Tucson CitizenTucson Citizen

State treasurer readies emergency plan on budget

PHOENIX – Treasurer Dean Martin said Wednesday that Arizona is running low on cash due to the sour economy and that he is readying an emergency plan to meet payroll, tax refunds, payments to schools and universities, and other obligations.

Setting the stage for short-term borrowing by the state, Martin said the general fund had a “historic low” of $145 million at the close of business Tuesday.

On Wednesday, he authorized using the last of the cash stashed in the state’s rainy day fund.

He said the state is in the black only because of an emergency distribution of $307 million of federal stimulus money and one-time transfers of $218 million from special purpose funds.

“Even with this injection of half a billion of new money, there are not enough cash reserves to meet spending obligations in April,” Martin said.

Martin has called a meeting Thursday of the state Loan Commission to prepare for short-term borrowing. The three-member panel is made up of the treasurer, the governor and the Department of Administration director.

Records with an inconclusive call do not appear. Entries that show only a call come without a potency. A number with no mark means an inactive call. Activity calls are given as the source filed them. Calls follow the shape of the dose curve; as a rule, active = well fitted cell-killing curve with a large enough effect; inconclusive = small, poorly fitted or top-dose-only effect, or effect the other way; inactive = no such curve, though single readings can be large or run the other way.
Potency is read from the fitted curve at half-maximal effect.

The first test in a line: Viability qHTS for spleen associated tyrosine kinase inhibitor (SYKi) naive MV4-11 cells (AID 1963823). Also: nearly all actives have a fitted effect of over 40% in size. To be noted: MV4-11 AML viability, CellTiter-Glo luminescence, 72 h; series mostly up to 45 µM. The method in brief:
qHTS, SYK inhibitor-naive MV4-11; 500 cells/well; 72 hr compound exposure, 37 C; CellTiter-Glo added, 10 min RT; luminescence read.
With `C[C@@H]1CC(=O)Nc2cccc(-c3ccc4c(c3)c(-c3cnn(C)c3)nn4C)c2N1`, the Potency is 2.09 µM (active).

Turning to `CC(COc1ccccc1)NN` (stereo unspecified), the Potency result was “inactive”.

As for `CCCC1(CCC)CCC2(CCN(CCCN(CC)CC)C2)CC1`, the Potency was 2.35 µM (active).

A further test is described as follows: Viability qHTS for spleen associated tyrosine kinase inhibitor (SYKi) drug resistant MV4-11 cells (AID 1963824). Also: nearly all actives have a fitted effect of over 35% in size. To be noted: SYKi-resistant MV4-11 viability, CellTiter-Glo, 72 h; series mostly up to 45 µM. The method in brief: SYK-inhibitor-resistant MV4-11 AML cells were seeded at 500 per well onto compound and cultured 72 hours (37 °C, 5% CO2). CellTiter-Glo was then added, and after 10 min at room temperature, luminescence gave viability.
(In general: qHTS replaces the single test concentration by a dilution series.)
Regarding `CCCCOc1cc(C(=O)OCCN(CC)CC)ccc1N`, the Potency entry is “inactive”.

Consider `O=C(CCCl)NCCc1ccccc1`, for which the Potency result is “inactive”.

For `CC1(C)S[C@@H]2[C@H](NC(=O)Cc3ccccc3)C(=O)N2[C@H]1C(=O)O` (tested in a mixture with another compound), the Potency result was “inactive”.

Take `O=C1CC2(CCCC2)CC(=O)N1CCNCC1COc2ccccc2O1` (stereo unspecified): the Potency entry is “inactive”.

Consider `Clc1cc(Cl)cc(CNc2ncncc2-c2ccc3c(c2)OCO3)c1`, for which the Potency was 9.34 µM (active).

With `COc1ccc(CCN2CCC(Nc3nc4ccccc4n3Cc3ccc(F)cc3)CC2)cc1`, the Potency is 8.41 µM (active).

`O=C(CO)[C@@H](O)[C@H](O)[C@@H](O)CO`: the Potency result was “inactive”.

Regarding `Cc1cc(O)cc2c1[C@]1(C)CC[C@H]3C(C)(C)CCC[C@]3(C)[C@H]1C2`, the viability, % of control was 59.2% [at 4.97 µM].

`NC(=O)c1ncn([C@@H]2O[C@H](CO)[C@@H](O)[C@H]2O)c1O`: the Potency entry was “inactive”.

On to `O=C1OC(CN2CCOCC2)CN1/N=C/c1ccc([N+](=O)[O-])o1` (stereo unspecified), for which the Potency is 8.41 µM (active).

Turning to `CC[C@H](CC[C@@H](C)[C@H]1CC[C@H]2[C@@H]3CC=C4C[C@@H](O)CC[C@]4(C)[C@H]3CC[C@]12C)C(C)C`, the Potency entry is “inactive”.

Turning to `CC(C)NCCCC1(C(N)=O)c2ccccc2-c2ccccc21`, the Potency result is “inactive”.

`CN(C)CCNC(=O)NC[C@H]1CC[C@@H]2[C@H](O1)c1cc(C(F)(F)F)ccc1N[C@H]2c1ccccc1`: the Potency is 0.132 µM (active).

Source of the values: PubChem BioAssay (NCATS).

The commission’s meeting agenda released by Martin’s office calls for the panel to review the state’s cash flow and to consider setting a maximum interest rate for warrant notes that the treasurer could issue to temporarily cover state obligations.

Martin previously asked the commission to set a maximum interest rate, but then-Gov. Janet Napolitano and her appointed administration director balked during a Jan. 8 meeting, with Napolitano saying it was premature and not necessary.

Republican Jan Brewer has since replaced Napolitano, a Democrat, as governor.

The Legislature closed a $1.6 billion shortfall in the then-$9.9 billion budget late in January by approving spending cuts, use of stimulus money and transfers of special-purpose funds.

However, a new shortfall in the current state budget became apparent in February, and legislative budget director Richard Stavneak said Tuesday that gap could reach $500 million by the time the fiscal year ends June 30.

Stavneak cited January and February tax collections that were $155 million below levels anticipated when the $1.6 billion budget fix was approved.

The state also faces an estimated $3 billion shortfall in the next fiscal year based on $11 billion of spending.



State Treasurer Dean Martin: www.aztreasury.gov

Arizona Legislature: www.azleg.gov

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